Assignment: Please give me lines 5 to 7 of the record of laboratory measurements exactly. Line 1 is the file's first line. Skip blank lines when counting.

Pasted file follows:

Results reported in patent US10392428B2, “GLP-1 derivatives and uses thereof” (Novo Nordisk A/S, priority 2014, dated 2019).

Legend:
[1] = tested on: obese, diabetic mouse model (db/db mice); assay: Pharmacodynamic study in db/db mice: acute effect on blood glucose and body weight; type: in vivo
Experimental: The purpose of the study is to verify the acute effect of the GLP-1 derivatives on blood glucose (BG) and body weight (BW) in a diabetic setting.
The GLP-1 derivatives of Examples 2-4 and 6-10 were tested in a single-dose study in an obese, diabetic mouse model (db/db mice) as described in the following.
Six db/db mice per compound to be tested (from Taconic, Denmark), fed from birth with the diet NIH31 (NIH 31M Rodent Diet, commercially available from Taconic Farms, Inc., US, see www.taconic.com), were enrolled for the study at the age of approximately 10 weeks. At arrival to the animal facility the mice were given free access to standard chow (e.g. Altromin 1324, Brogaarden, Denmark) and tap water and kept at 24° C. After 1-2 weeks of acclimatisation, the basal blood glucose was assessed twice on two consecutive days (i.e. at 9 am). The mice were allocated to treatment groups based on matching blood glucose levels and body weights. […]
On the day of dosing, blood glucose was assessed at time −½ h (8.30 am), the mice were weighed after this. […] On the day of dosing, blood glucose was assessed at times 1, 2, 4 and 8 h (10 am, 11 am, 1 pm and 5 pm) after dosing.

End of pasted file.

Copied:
The GLP-1 derivatives of Examples 2-4 and 6-10 were tested in a single-dose study in an obese, diabetic mouse model (db/db mice) as described in the following.
Six db/db mice per compound to be tested (from Taconic, Denmark), fed from birth with the diet NIH31 (NIH 31M Rodent Diet, commercially available from Taconic Farms, Inc., US, see www.taconic.com), were enrolled for the study at the age of approximately 10 weeks. At arrival to the animal facility the mice were given free access to standard chow (e.g. Altromin 1324, Brogaarden, Denmark) and tap water and kept at 24° C. After 1-2 weeks of acclimatisation, the basal blood glucose was assessed twice on two consecutive days (i.e. at 9 am). The mice were allocated to treatment groups based on matching blood glucose levels and body weights. […]
On the day of dosing, blood glucose was assessed at time −½ h (8.30 am), the mice were weighed after this. […] On the day of dosing, blood glucose was assessed at times 1, 2, 4 and 8 h (10 am, 11 am, 1 pm and 5 pm) after dosing.